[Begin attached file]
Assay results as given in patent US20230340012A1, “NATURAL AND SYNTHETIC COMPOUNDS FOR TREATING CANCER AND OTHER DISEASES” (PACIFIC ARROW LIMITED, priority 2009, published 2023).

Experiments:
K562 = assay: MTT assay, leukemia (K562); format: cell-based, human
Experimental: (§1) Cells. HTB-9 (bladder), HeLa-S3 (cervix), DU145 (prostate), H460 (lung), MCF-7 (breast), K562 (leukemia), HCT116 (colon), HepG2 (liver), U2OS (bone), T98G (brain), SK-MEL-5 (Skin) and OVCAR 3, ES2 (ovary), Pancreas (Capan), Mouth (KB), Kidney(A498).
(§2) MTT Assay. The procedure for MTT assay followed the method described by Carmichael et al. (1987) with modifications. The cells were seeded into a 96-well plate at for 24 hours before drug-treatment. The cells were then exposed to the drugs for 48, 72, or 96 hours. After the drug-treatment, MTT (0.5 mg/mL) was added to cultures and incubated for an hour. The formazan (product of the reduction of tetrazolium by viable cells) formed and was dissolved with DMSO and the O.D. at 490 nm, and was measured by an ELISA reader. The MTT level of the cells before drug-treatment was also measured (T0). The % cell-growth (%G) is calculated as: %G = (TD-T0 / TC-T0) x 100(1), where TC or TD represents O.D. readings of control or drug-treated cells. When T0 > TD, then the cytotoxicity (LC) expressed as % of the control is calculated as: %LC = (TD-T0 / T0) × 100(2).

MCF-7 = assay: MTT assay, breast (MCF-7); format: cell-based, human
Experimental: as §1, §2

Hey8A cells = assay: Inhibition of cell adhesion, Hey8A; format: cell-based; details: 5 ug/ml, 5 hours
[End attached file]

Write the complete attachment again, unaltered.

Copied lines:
Assay results as given in patent US20230340012A1, “NATURAL AND SYNTHETIC COMPOUNDS FOR TREATING CANCER AND OTHER DISEASES” (PACIFIC ARROW LIMITED, priority 2009, published 2023).

Experiments:
K562 = assay: MTT assay, leukemia (K562); format: cell-based, human
Experimental: (§1) Cells. HTB-9 (bladder), HeLa-S3 (cervix), DU145 (prostate), H460 (lung), MCF-7 (breast), K562 (leukemia), HCT116 (colon), HepG2 (liver), U2OS (bone), T98G (brain), SK-MEL-5 (Skin) and OVCAR 3, ES2 (ovary), Pancreas (Capan), Mouth (KB), Kidney(A498).
(§2) MTT Assay. The procedure for MTT assay followed the method described by Carmichael et al. (1987) with modifications. The cells were seeded into a 96-well plate at for 24 hours before drug-treatment. The cells were then exposed to the drugs for 48, 72, or 96 hours. After the drug-treatment, MTT (0.5 mg/mL) was added to cultures and incubated for an hour. The formazan (product of the reduction of tetrazolium by viable cells) formed and was dissolved with DMSO and the O.D. at 490 nm, and was measured by an ELISA reader. The MTT level of the cells before drug-treatment was also measured (T0). The % cell-growth (%G) is calculated as: %G = (TD-T0 / TC-T0) x 100(1), where TC or TD represents O.D. readings of control or drug-treated cells. When T0 > TD, then the cytotoxicity (LC) expressed as % of the control is calculated as: %LC = (TD-T0 / T0) × 100(2).

MCF-7 = assay: MTT assay, breast (MCF-7); format: cell-based, human
Experimental: as §1, §2

Hey8A cells = assay: Inhibition of cell adhesion, Hey8A; format: cell-based; details: 5 ug/ml, 5 hours